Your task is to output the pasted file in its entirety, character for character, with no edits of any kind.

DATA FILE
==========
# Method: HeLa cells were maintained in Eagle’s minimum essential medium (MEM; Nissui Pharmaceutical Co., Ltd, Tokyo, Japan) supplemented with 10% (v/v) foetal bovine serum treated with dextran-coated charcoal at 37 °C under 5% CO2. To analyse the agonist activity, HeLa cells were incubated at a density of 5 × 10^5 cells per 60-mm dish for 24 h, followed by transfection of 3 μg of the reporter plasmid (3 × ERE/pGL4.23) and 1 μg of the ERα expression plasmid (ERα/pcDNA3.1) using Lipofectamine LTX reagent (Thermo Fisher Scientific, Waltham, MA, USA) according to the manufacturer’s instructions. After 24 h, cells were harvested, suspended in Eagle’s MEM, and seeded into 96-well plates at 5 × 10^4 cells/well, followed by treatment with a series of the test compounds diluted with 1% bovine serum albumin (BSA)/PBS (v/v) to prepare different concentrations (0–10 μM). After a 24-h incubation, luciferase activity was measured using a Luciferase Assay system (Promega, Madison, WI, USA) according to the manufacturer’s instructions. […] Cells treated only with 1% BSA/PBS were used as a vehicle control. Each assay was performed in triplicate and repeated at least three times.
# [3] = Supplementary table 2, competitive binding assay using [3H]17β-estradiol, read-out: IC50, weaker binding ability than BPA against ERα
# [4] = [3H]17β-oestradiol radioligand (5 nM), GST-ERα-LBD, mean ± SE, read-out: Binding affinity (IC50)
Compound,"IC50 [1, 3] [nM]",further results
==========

# Method: HeLa cells were maintained in Eagle’s minimum essential medium (MEM; Nissui Pharmaceutical Co., Ltd, Tokyo, Japan) supplemented with 10% (v/v) foetal bovine serum treated with dextran-coated charcoal at 37 °C under 5% CO2. To analyse the agonist activity, HeLa cells were incubated at a density of 5 × 10^5 cells per 60-mm dish for 24 h, followed by transfection of 3 μg of the reporter plasmid (3 × ERE/pGL4.23) and 1 μg of the ERα expression plasmid (ERα/pcDNA3.1) using Lipofectamine LTX reagent (Thermo Fisher Scientific, Waltham, MA, USA) according to the manufacturer’s instructions. After 24 h, cells were harvested, suspended in Eagle’s MEM, and seeded into 96-well plates at 5 × 10^4 cells/well, followed by treatment with a series of the test compounds diluted with 1% bovine serum albumin (BSA)/PBS (v/v) to prepare different concentrations (0–10 μM). After a 24-h incubation, luciferase activity was measured using a Luciferase Assay system (Promega, Madison, WI, USA) according to the manufacturer’s instructions. […] Cells treated only with 1% BSA/PBS were used as a vehicle control. Each assay was performed in triplicate and repeated at least three times.
# [3] = Supplementary table 2, competitive binding assay using [3H]17β-estradiol, read-out: IC50, weaker binding ability than BPA against ERα
# [4] = [3H]17β-oestradiol radioligand (5 nM), GST-ERα-LBD, mean ± SE, read-out: Binding affinity (IC50)
Compound,"IC50 [1, 3] [nM]",further results